the problems associated with working from microfilms and photocopies of the manuscripts in which the glosses are preserved rather than the original documents, [...] the difficulty of establishing the contexts, and not infrequently the meanings of lemmata in glossaries, [...] of deciding [...] how abbreviated glosses [...] should be expanded, [...] the problem of determining the type or purpose of the gloss concerned -- whether it aims to provide a translation, or a synonym, or a set of synonyms [...]. And as if this catalogue of worries did not suffice, one can add to it the not always happy necessity of acquainting oneself not only with the habits and idiosyncrasies of individual glossators, but also with those of the scholars who have edited and interpreted their work (McDougall & McDougall 1992: 118).
One might also add for this particular glossary that the application of reagents by earlier scholars and the subsequent staining of the manuscript (Pheifer 1974: xxii) have impeded rather than aided present scholarly endeavors.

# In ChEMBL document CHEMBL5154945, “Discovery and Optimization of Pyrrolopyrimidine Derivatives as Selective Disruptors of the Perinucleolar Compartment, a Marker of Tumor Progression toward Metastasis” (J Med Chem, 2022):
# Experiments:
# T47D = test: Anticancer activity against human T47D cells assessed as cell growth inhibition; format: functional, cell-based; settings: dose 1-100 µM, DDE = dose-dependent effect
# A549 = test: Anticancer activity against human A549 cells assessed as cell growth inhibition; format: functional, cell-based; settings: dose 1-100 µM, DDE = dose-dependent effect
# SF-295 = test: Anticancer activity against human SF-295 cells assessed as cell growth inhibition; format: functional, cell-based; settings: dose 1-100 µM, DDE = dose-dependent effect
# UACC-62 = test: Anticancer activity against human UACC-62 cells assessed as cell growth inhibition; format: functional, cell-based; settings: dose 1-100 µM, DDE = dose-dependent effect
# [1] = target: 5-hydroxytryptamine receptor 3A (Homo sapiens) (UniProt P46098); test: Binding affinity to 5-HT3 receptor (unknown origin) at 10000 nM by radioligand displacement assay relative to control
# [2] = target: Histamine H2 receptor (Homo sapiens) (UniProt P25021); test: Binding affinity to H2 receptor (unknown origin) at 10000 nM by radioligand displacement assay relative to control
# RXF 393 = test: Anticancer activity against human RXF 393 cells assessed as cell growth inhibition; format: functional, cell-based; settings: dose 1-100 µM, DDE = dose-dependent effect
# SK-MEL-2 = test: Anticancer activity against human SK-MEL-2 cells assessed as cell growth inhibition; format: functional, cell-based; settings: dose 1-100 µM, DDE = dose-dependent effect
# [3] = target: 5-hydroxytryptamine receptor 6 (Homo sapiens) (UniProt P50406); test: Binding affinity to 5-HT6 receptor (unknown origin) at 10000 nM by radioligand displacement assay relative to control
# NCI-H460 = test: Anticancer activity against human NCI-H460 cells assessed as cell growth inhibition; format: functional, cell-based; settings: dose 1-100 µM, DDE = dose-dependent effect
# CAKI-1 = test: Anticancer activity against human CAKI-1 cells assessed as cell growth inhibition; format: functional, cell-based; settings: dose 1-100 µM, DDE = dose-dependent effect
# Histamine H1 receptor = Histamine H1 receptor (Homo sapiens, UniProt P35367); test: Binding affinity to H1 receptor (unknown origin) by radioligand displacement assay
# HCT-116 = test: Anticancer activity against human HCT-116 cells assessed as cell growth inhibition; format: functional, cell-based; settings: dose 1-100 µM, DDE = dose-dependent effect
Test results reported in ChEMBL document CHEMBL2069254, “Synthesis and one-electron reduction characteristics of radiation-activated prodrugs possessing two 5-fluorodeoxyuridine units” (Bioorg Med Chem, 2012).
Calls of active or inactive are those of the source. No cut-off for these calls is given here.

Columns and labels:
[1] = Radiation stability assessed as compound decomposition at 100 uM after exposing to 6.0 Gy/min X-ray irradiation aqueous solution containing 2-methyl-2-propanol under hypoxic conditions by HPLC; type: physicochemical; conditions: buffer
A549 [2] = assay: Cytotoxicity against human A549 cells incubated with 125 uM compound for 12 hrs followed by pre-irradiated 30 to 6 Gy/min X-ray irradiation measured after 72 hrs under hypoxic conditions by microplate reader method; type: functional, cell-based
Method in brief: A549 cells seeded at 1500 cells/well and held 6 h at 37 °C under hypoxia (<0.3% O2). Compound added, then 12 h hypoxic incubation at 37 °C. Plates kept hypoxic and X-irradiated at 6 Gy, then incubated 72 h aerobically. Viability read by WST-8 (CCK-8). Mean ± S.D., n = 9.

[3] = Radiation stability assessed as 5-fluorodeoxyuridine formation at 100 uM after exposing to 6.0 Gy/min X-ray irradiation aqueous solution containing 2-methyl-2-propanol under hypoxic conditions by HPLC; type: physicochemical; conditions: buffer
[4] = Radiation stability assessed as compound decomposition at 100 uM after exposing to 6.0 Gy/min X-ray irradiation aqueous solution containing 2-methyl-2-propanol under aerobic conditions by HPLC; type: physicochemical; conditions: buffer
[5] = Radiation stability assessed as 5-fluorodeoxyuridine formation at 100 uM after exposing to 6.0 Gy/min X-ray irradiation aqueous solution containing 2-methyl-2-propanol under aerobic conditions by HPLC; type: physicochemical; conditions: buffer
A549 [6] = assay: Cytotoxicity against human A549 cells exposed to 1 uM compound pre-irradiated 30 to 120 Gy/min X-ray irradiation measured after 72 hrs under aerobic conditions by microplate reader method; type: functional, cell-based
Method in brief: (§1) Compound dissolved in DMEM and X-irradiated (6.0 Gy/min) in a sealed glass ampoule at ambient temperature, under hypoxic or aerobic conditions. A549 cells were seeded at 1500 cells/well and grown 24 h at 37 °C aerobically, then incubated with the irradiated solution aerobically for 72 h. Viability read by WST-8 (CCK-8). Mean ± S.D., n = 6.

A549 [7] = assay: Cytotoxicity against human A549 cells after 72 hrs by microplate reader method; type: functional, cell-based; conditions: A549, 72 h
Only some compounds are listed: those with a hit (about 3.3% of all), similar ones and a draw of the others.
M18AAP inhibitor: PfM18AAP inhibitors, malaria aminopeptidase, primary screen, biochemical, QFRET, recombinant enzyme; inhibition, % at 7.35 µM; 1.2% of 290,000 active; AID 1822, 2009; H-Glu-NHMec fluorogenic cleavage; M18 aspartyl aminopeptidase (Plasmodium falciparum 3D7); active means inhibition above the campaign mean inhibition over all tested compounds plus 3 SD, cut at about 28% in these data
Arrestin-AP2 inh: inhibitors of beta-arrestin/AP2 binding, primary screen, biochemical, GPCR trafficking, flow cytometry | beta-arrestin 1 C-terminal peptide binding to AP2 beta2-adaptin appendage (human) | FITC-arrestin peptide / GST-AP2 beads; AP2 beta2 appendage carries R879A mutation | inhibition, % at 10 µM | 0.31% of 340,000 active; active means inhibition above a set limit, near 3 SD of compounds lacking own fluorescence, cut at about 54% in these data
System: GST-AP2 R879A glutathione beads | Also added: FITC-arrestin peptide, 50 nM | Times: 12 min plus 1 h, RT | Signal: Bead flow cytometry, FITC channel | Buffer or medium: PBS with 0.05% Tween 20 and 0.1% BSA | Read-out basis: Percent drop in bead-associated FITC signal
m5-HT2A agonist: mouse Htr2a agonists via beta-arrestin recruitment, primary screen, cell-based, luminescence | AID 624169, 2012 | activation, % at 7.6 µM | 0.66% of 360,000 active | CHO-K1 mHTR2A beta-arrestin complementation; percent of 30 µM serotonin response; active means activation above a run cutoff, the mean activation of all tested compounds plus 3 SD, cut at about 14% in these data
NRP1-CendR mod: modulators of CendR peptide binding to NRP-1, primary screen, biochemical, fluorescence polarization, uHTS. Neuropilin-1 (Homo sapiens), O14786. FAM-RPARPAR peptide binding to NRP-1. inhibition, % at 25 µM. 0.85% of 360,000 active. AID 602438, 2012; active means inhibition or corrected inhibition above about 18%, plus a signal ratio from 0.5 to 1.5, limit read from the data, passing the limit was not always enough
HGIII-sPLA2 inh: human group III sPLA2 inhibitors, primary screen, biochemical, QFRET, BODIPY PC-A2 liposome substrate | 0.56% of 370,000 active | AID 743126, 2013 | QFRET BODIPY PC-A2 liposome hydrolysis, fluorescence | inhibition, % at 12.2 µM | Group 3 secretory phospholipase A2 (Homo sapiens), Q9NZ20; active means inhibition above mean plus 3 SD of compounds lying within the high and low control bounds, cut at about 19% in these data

The Épinal Glossary contains some 3200 entries; 970 entries, a little more than 30%, have Old English glosses. The material is arranged in six columns, with the repeating pattern of a column of lemmas, a column of glosses. Unlike Ælfric's Glossary which is based on one source, Épinal draws on a number of sources: the Hermeneumata Glossary, Virgil scholia, the Hisperica Famina, the Vulgate, Gregory's Dialogues, Phocas' Ars Grammatica, the Abstrusa-Abolita glossaries, Aldhelm, Rufinus, Orosius, and, of course, Isidore, among others (Pheifer 1974: xliv-lvii). It is an impressive list and Épinal has been described as an "extract-glossary" (ibid.: liii) because its compiler obviously drew from one source and then another, and some of these sources would have been other glossary collections, known as glossæ collectæ (ibid.: liv).